Every performer knows that on a bare stage there is no place to hide: every movement and word gives away one’s story and identity. As children we believe we could be whoever we want. We have no awareness of what cultural identities are and we are mostly unaware of our skin colour. Then, growing up, we slowly discover that we have limits and that the body is not a neutral place: we are stuck in it, trapped in our own physicality. In his new piece Be Like Water, Hetain Patel, visual artist and now choreographer and performer, questions who we are – are we born as a blank slate, or do we carry our forefathers with us? What if it were possible to transcend that, and how would one do it?

The performance starts with the projector being switched on and the typical signal appearing on the screen. Right afterwards Patel shares with us his childhood dream: despite his Indian heritage it was to be like Bruce Lee, the kung-fu master. What is unusual is that it is the voice of a woman that tells us this, that of the Taiwanese dancer Yuyu Rau, who is translating Patel’s recounting in Chinese. During a residency in China, Patel had a part of his personal history translated into Mandarin and learned by heart. Rau acts as human subtitles with the effect of having him reborn into a Taiwanese female body. On the other side, Rau becomes pure voice as she is stripped of her identity; she is not speaking her own language, nor retelling her own history, nor using her own words to do it.

As the performance continues, we are exposed to Patel’s favourites from popular culture: from Bruce Lee moves and wise neo-Taoist words (“Be like water”) to fighting scenes with the typical balls of energy taken from the video game Street Fighter 2 and elements taken from Ang Lee’s film Crouching Tiger, Hidden Dragon. These are interspersed with sections taken from Patel’s previous works, mostly related to his father and their biological connection. Sequences of “punchy duets” – or rather duels – between Rau and Patel are combined with Patel’s exploration of his resemblance to his father (in It’s Growing On Me, 2008, he grew a beard similar to the one his father wore when emigrating to the UK, and in To Dance Like Your Dad, 2009, he copies his father’s movements while giving a guided tour in his workplace). During the performance, Patel mostly speaks Chinese, relying on Rau’s translations. But she slowly starts to resent her status as a living subtitle, and she manages to subvert the situation, with Patel retelling her story as well. The piece ends with Rau dancing solo to some Western piano music that wanes into a similar tune played on the erhu, a Chinese string instrument similar to a fiddle.

As the title gives away, the fluidity of identity is also recalled by the fluid structure of the performance, which makes a summary very difficult. The performance is a river of images that we navigate in its continuous flow with no visible end or beginning. Patel and Rau ferry us across a series of spaces, emotional rooms that are full of memories. It is to us to determine if they are part of an identity or only recollections of what is thought to be an “I”. The piece is extremely witty and well conceived and the disembodied voice gives rise to absurd situations. Still, nobody is scared about this fragmentation and lack of definition; it is rather a place to be explored. Digital artist Barret Hodgson and the musician Ling Peng (erhu and guzheng, a Chinese plucked zither) weave in and out of the stream of images. The massive technological equipment on stage – five video cameras and a projector – allows for an unusual perspective, and so we are told and shown how a young Patel has been captured on CCTV executing a Bruce Lee move on a dustbin after a pub crawl.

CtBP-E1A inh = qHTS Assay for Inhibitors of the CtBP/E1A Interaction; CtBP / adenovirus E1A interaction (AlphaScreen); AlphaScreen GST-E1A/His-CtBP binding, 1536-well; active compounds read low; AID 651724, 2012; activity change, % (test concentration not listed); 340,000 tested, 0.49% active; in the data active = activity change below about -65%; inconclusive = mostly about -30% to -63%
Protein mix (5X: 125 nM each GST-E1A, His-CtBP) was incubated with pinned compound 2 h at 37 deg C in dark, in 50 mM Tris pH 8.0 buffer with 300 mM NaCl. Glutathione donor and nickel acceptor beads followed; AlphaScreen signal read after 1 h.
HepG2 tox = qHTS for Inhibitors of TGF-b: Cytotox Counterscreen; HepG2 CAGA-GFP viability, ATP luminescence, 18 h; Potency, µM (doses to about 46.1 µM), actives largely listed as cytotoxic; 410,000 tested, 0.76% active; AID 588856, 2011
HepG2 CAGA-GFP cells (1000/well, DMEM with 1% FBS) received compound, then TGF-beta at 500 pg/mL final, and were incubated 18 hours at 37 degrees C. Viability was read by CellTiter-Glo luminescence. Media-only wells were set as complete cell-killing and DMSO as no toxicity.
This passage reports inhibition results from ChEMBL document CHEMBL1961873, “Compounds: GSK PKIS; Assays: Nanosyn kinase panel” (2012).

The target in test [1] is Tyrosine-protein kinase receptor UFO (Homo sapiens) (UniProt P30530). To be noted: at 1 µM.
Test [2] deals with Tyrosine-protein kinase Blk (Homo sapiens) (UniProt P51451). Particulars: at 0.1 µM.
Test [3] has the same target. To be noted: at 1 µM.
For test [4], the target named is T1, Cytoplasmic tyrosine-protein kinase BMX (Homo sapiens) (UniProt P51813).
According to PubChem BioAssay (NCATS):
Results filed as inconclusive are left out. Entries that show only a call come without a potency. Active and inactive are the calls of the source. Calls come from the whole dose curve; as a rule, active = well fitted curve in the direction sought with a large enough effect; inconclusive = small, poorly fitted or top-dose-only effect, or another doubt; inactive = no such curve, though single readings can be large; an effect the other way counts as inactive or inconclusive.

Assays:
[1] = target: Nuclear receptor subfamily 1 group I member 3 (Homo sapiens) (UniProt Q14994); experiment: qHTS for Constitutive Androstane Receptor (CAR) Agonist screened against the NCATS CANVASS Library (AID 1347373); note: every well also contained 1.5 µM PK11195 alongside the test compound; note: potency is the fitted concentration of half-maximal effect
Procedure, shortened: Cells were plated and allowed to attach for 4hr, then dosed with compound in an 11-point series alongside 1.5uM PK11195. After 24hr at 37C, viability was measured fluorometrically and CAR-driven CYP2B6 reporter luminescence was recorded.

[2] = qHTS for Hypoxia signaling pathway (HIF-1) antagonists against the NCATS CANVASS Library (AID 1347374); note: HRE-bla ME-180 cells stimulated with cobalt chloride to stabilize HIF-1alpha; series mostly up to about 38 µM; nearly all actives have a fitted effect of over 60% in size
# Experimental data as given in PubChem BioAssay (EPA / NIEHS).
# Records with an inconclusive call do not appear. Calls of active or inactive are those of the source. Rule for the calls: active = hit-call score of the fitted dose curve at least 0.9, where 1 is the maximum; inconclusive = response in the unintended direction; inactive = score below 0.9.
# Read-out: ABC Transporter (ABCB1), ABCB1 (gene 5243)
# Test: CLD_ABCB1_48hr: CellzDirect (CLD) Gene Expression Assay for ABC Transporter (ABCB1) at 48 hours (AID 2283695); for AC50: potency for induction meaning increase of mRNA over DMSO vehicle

Since the piece draws on material from previous works, it is extremely rich – so much so that Patel has produced an installation work as well, The First Dance – and even if the material is not fully developed, it gives the impression that it has been. It is generally well integrated, with smooth transitions between the scenes and only few instances when the sequencing is obvious. The show is a blending of impressions, memories, emotions, and a reflection on what to do with them: how to perform an identity.

In the fairy-tale atmosphere of the impending Christmas season, it seems easier to come in touch with long-lost childhood dreams, and Patel wants us to take a good look at our nostalgia. Needless to say, I will no longer be ashamed admitting mimicking my favourite heroes when no one is watching.